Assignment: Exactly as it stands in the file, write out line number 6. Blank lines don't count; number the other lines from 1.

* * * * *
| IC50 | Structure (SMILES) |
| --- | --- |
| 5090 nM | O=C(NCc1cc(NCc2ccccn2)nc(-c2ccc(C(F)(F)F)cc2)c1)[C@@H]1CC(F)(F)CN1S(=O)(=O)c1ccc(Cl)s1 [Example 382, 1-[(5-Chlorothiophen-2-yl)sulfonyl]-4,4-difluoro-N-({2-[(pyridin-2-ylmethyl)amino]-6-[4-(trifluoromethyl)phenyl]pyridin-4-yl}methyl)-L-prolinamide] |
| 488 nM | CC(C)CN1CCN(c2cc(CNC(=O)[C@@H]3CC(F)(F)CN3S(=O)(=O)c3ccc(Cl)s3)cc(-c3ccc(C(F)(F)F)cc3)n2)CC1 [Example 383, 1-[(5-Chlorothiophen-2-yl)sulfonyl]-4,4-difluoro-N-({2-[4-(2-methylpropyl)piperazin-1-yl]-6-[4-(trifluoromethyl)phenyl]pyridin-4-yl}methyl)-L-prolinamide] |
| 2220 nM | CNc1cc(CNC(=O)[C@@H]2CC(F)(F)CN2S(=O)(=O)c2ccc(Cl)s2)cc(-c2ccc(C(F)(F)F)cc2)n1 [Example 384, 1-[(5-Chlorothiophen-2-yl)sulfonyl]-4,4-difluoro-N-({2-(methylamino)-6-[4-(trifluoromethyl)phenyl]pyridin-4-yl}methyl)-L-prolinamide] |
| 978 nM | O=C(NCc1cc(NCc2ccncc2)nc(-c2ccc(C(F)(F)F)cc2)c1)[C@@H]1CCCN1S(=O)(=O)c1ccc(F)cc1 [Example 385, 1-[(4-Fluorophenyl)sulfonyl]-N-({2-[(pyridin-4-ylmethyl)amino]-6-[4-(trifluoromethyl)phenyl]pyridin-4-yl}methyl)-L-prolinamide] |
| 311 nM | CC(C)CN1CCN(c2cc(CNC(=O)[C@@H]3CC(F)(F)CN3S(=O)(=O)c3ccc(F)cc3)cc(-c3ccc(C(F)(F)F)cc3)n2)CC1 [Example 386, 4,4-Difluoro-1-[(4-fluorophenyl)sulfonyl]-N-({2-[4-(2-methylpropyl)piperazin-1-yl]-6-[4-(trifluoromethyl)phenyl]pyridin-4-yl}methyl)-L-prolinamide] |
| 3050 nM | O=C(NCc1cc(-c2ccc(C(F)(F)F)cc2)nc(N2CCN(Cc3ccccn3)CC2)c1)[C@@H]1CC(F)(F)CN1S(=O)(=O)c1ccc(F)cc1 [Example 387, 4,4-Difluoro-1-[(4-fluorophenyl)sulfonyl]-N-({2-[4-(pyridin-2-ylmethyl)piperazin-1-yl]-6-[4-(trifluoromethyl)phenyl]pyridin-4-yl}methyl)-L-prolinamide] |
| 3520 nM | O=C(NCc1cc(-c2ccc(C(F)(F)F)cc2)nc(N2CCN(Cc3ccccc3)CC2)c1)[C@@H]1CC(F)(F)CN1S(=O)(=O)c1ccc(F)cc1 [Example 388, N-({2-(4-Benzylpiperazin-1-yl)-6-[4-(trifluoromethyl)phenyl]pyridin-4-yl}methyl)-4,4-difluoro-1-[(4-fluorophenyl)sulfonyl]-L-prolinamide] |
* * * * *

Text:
| 978 nM | O=C(NCc1cc(NCc2ccncc2)nc(-c2ccc(C(F)(F)F)cc2)c1)[C@@H]1CCCN1S(=O)(=O)c1ccc(F)cc1 [Example 385, 1-[(4-Fluorophenyl)sulfonyl]-N-({2-[(pyridin-4-ylmethyl)amino]-6-[4-(trifluoromethyl)phenyl]pyridin-4-yl}methyl)-L-prolinamide] |